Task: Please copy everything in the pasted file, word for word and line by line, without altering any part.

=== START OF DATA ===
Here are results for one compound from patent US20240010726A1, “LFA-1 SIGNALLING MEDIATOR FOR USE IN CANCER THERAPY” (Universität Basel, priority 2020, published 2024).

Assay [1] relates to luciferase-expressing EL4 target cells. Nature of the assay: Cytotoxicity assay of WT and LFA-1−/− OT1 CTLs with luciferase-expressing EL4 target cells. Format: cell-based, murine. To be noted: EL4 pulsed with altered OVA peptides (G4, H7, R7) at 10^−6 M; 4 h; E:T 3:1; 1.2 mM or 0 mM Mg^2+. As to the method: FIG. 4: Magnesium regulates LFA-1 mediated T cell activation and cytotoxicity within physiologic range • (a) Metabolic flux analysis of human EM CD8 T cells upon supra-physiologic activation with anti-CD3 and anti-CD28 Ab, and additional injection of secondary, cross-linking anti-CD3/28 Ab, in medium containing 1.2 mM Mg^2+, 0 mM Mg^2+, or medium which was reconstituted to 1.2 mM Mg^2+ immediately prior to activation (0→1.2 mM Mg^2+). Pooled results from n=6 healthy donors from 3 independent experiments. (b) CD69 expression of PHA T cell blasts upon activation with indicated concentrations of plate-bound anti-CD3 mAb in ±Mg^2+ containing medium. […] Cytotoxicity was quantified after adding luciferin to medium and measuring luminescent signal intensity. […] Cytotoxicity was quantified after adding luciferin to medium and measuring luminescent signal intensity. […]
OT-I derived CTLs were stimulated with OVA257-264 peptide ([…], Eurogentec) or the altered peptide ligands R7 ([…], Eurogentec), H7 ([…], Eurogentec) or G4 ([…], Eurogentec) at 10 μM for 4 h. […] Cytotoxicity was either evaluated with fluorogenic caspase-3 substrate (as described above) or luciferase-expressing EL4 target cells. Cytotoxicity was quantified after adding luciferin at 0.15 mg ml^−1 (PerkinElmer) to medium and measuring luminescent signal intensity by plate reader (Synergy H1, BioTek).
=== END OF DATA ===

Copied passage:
Here are results for one compound from patent US20240010726A1, “LFA-1 SIGNALLING MEDIATOR FOR USE IN CANCER THERAPY” (Universität Basel, priority 2020, published 2024).

Assay [1] relates to luciferase-expressing EL4 target cells. Nature of the assay: Cytotoxicity assay of WT and LFA-1−/− OT1 CTLs with luciferase-expressing EL4 target cells. Format: cell-based, murine. To be noted: EL4 pulsed with altered OVA peptides (G4, H7, R7) at 10^−6 M; 4 h; E:T 3:1; 1.2 mM or 0 mM Mg^2+. As to the method: FIG. 4: Magnesium regulates LFA-1 mediated T cell activation and cytotoxicity within physiologic range • (a) Metabolic flux analysis of human EM CD8 T cells upon supra-physiologic activation with anti-CD3 and anti-CD28 Ab, and additional injection of secondary, cross-linking anti-CD3/28 Ab, in medium containing 1.2 mM Mg^2+, 0 mM Mg^2+, or medium which was reconstituted to 1.2 mM Mg^2+ immediately prior to activation (0→1.2 mM Mg^2+). Pooled results from n=6 healthy donors from 3 independent experiments. (b) CD69 expression of PHA T cell blasts upon activation with indicated concentrations of plate-bound anti-CD3 mAb in ±Mg^2+ containing medium. […] Cytotoxicity was quantified after adding luciferin to medium and measuring luminescent signal intensity. […] Cytotoxicity was quantified after adding luciferin to medium and measuring luminescent signal intensity. […]
OT-I derived CTLs were stimulated with OVA257-264 peptide ([…], Eurogentec) or the altered peptide ligands R7 ([…], Eurogentec), H7 ([…], Eurogentec) or G4 ([…], Eurogentec) at 10 μM for 4 h. […] Cytotoxicity was either evaluated with fluorogenic caspase-3 substrate (as described above) or luciferase-expressing EL4 target cells. Cytotoxicity was quantified after adding luciferin at 0.15 mg ml^−1 (PerkinElmer) to medium and measuring luminescent signal intensity by plate reader (Synergy H1, BioTek).